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6 Fixes That Could Have Made ‘UnderCovers’ A Hit

The "sexpionage" series was pronounced dead by NBC last week. Here's how to bring it back to life.

monitor the Blooms and to eliminate them if the agency deems it necessary. The opportunities for suspense, surprise and mystery are endless. The Blooms shouldn’t be able to truly trust anyone–and neither should the audience.

UNDERCOVERS -- Season:1 -- Pictured: Boris Kodjoe as Steven Bloom -- Photo by: Art Streiber/NBC

Kodjoe's Stephen Bloom should be television's answer to Matt Damon's Jason Bourne. (Photo by Art Streiber/NBC)

4. A makeover for the Blooms. Cut the cute, attractive, romantic couple shtick. The show’s creators are banking too hard on the characters being likable. The Blooms need to be seen as–above everything else–the best at what they do. Dangerous. Scary. I mean BAD, so hardcore (again, think 24‘s Jack Bauer), that we are never totally sure that they are the good guys, that they’re on our side, and relieved any time we find that, in the end, they are. As CIA operatives, they need to make choices, including lying, betrayal and killing people, that challenge our sense of morality, and theirs, too. Moreover, their lives (both their secret pasts and their present) should test their trust in, and thus their love for, one another. The Blooms should be physically and emotionally scarred from the lives they’ve led, and heroic despite, not in the absence of, that damage. They should be hard, not nice, people–vulnerable only when it suits them, and only to one another. Here’s what I’d do with the lead characters:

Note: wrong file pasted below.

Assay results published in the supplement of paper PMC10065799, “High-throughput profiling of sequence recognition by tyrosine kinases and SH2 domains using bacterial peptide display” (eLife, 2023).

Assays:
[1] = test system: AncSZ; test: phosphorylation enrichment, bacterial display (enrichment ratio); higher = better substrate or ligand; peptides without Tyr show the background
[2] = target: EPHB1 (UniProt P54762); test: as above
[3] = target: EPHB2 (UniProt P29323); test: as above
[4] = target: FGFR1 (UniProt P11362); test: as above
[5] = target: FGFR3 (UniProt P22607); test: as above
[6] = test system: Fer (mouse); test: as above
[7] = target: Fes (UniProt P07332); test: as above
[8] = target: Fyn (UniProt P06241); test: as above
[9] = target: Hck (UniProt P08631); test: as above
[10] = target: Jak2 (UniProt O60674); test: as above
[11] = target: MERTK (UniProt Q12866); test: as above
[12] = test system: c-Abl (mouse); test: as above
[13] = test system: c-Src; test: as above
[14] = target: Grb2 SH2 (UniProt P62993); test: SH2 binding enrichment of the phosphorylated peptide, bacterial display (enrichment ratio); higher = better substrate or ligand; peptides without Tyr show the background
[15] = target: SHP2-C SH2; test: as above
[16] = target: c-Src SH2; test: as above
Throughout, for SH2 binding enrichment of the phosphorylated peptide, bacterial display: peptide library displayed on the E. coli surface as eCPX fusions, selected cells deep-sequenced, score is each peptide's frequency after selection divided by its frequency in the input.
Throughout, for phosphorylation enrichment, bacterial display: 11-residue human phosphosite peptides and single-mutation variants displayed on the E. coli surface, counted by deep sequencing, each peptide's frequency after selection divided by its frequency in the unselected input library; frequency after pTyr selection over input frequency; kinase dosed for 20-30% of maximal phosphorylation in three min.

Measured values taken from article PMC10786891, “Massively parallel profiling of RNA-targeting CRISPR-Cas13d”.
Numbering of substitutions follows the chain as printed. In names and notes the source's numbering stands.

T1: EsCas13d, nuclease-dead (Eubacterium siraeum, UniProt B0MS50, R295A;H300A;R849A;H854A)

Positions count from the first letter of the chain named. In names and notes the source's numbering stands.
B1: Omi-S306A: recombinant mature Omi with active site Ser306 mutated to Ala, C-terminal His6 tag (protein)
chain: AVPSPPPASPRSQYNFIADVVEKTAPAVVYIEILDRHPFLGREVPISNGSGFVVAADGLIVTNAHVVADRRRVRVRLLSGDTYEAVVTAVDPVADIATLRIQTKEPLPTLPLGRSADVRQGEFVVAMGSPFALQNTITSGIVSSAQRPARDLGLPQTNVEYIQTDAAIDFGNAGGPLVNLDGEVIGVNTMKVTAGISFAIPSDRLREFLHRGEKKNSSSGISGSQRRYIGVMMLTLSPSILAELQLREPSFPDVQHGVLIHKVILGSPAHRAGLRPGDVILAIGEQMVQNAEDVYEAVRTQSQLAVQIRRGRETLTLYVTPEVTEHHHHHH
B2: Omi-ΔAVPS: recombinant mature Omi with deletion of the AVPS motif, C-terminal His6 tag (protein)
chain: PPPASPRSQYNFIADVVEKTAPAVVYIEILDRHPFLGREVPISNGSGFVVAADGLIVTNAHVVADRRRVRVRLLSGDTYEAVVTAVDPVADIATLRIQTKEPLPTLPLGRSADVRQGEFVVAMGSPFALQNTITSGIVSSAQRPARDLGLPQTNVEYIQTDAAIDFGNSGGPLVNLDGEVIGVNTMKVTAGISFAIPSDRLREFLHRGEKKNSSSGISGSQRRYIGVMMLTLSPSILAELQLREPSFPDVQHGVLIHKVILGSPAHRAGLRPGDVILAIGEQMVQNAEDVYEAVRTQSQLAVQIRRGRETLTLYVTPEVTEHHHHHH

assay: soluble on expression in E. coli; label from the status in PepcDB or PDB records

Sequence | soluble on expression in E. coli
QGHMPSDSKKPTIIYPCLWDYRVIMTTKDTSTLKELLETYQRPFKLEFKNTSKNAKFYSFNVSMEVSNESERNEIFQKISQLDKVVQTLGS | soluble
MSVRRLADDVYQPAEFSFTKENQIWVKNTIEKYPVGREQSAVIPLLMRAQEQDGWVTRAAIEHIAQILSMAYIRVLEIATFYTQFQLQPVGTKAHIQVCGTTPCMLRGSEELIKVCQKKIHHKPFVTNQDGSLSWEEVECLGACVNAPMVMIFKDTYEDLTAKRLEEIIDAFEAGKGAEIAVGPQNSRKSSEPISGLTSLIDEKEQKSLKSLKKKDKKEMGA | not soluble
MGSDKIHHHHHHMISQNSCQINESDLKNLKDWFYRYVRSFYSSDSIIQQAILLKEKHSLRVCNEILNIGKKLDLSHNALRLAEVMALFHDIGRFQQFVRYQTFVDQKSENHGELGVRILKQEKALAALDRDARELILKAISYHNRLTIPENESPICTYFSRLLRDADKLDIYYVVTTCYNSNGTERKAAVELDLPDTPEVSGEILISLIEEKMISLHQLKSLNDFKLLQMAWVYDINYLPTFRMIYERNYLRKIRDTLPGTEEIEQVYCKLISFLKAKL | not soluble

Kodjoe should play Stephen Bloom just as he has thus far: handsome, funny, charming and disarming. But it should all be a cover for the fact that he is a cold, emotionless, ruthless and expert professional killer willing and able to use every means, including any weapon–poisons, explosives, household objects and his bare hands, to terminate his target. Killing is not personal, it’s just part of the job–and something he’s so good at that he scares Samantha. Worse, Stephen knows that if it came down to it, he has the skill to kill his own wife, despite her experience and training. And his biggest nightmare is that he might have to. By the way, he did not come out of retirement by choice–the CIA is blackmailing him with a death sentence for assassinating a world dictator earlier in his career. (This mission was ordered by his then superiors in the CIA at the time, but mysteriously all evidence of those orders, including the people who gave them, have disappeared.) In short, Stephen Bloom should be television’s answer to Matt Damon’s Jason Bourne. This is not a dude who would be so easily distracted by a few scantily clad women that he would lose an enemy operative in a club, as a hapless Stephen so ineptly did in the second episode.

Mbatha-Raw already brings the right aura of cool proficiency to the role of Samantha Bloom. But it must be clear that she is also a professionally trained killer, proficient with both weapons and hand-to-hand combat–though, unlike Stephen, she is morally conflicted about having to kill. However, Samantha is deadly in a totally

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